By Michaela Kron
When art teacher Jessica Harms thinks of Wendy, the namesake logo of the Wendy’s fast-food chain, Atlanta’s historic roots come to mind.
Harms, who teaches at Our Lady of the Assumption Catholic School in Brookhaven, used that vision in the painting she submitted to the My Wendy, My Way art contest, which invited artists to create interpretations of Wendy inspired by the cities in which they live.
On Dec. 10, Harms, who competed against 21 other artists from across the nation, was named the grand-prize winner at the Wendy’s International headquarters in Dublin, Ohio. She received an award of $25,000 for herself and another $25,000 for the art program at Our Lady of the Assumption.
“I thought of it as an awesome opportunity to get my school what it needed,” Harms said about the contest. “The art program is now going to have some cutting-edge technology.”
Harms plans to use the money she won to purchase a class set of laptops, digital cameras, PhotoShop software and color printers so her students can learn to create art on the computer.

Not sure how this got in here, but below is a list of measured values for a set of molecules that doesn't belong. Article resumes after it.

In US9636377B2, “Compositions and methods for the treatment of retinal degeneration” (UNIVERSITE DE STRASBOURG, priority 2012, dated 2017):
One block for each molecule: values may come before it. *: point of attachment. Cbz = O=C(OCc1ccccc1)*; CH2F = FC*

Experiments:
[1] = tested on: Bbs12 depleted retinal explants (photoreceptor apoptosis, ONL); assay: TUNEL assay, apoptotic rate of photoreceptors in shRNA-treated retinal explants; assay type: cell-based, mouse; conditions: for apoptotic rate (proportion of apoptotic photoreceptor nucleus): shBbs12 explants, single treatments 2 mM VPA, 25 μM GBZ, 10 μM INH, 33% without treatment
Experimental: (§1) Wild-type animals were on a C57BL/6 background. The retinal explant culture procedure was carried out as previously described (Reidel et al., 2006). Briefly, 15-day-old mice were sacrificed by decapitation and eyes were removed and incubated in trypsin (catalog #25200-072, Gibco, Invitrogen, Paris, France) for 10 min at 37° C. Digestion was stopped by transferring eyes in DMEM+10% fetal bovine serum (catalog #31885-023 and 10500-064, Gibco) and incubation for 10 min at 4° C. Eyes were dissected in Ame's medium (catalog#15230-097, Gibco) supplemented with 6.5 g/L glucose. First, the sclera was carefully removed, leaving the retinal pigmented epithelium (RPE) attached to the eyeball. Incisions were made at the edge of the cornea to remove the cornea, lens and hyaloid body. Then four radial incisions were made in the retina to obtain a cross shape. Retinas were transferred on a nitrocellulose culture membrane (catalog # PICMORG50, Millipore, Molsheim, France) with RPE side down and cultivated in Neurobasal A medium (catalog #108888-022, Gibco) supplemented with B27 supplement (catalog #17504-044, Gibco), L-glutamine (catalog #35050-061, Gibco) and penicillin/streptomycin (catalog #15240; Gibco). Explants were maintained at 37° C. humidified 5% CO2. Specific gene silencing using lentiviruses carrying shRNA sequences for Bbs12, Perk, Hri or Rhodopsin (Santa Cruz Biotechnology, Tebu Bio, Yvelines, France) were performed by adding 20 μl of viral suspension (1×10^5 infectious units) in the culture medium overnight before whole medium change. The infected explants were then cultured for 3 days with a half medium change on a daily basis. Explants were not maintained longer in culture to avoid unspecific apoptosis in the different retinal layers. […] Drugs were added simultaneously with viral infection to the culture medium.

“Now I have enough money to do the projects I’ve been wanting to do,” she said.
In her contest entry, Harms used scenes of Atlanta from the 1920s to the 1960s. Among the tree branches in her work, she painted Atlanta landmarks such as the Fox Theatre and the first railroad depot. Harms also included passages from “Gone With the Wind” in her painting to further represent Atlanta’s history.
In addition to the aesthetic and historical elements of her work, Harms said it could provide stimulation for Atlanta’s economy.
“ ‘Gone With the Wind’ looks at the history of Georgia and Atlanta, but it also helps Atlanta rebuild by getting people to come in and tour Atlanta,” she said.
Contest judge Michael Ulichney, who teaches advertising design at the Savannah College of Art and Design, described Harms’ painting as “really heartwarming.” Ulichney said Harms’ entry, which depicts Wendy holding her father’s hand, emphasizes the family values the Wendy’s chain promotes.
“I liked the emotional connection,” Ulichney said. “I see Wendy like that, holding hands with her father. You can see them sharing a gaze, an experience, and to me, that reflects the Wendy’s brand.”
Ulichney said Harms’ work won because of the profound connections it created for him and the other judges. “You’re always looking for that visual and emotional connection with a piece of art, and this had it.”
In addition to the time she dedicated toward researching Atlanta’s history and creating her painting, Harms largely attributes her success to her art students, who she said gave her ideas for her entry and created their own interpretations of Wendy.
“My kids are really excited about it,” Harms said. “They helped me through the whole process.”